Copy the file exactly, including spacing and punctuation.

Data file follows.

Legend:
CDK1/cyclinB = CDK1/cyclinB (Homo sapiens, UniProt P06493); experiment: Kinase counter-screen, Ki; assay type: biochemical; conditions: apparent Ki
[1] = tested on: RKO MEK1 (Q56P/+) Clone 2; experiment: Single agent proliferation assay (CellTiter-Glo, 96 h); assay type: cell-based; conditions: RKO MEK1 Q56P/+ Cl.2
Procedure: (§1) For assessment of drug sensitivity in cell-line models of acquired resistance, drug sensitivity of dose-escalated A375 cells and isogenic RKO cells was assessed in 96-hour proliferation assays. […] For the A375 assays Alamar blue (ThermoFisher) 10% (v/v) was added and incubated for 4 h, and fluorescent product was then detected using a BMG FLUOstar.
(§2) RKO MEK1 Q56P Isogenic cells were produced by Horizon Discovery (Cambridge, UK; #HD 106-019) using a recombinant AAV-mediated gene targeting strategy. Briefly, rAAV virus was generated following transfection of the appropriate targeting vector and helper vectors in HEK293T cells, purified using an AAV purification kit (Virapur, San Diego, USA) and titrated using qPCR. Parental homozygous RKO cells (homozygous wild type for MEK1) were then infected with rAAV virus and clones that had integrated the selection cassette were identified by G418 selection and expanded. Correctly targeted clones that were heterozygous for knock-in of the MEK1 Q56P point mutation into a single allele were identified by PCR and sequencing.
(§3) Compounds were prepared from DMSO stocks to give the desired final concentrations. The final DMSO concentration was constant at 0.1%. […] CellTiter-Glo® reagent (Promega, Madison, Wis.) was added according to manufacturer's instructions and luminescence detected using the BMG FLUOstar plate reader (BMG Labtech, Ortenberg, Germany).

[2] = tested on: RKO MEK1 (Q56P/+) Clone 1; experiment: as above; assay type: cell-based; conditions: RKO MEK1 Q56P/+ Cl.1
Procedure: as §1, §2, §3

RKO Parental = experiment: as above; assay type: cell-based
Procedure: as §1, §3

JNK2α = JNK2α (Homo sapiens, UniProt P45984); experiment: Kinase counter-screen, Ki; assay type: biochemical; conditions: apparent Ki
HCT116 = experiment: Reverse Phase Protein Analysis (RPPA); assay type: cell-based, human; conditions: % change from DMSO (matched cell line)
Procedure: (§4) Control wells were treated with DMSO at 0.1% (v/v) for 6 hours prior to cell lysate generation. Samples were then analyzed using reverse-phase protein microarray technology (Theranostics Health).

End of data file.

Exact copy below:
Legend:
CDK1/cyclinB = CDK1/cyclinB (Homo sapiens, UniProt P06493); experiment: Kinase counter-screen, Ki; assay type: biochemical; conditions: apparent Ki
[1] = tested on: RKO MEK1 (Q56P/+) Clone 2; experiment: Single agent proliferation assay (CellTiter-Glo, 96 h); assay type: cell-based; conditions: RKO MEK1 Q56P/+ Cl.2
Procedure: (§1) For assessment of drug sensitivity in cell-line models of acquired resistance, drug sensitivity of dose-escalated A375 cells and isogenic RKO cells was assessed in 96-hour proliferation assays. […] For the A375 assays Alamar blue (ThermoFisher) 10% (v/v) was added and incubated for 4 h, and fluorescent product was then detected using a BMG FLUOstar.
(§2) RKO MEK1 Q56P Isogenic cells were produced by Horizon Discovery (Cambridge, UK; #HD 106-019) using a recombinant AAV-mediated gene targeting strategy. Briefly, rAAV virus was generated following transfection of the appropriate targeting vector and helper vectors in HEK293T cells, purified using an AAV purification kit (Virapur, San Diego, USA) and titrated using qPCR. Parental homozygous RKO cells (homozygous wild type for MEK1) were then infected with rAAV virus and clones that had integrated the selection cassette were identified by G418 selection and expanded. Correctly targeted clones that were heterozygous for knock-in of the MEK1 Q56P point mutation into a single allele were identified by PCR and sequencing.
(§3) Compounds were prepared from DMSO stocks to give the desired final concentrations. The final DMSO concentration was constant at 0.1%. […] CellTiter-Glo® reagent (Promega, Madison, Wis.) was added according to manufacturer's instructions and luminescence detected using the BMG FLUOstar plate reader (BMG Labtech, Ortenberg, Germany).

[2] = tested on: RKO MEK1 (Q56P/+) Clone 1; experiment: as above; assay type: cell-based; conditions: RKO MEK1 Q56P/+ Cl.1
Procedure: as §1, §2, §3

RKO Parental = experiment: as above; assay type: cell-based
Procedure: as §1, §3

JNK2α = JNK2α (Homo sapiens, UniProt P45984); experiment: Kinase counter-screen, Ki; assay type: biochemical; conditions: apparent Ki
HCT116 = experiment: Reverse Phase Protein Analysis (RPPA); assay type: cell-based, human; conditions: % change from DMSO (matched cell line)
Procedure: (§4) Control wells were treated with DMSO at 0.1% (v/v) for 6 hours prior to cell lysate generation. Samples were then analyzed using reverse-phase protein microarray technology (Theranostics Health).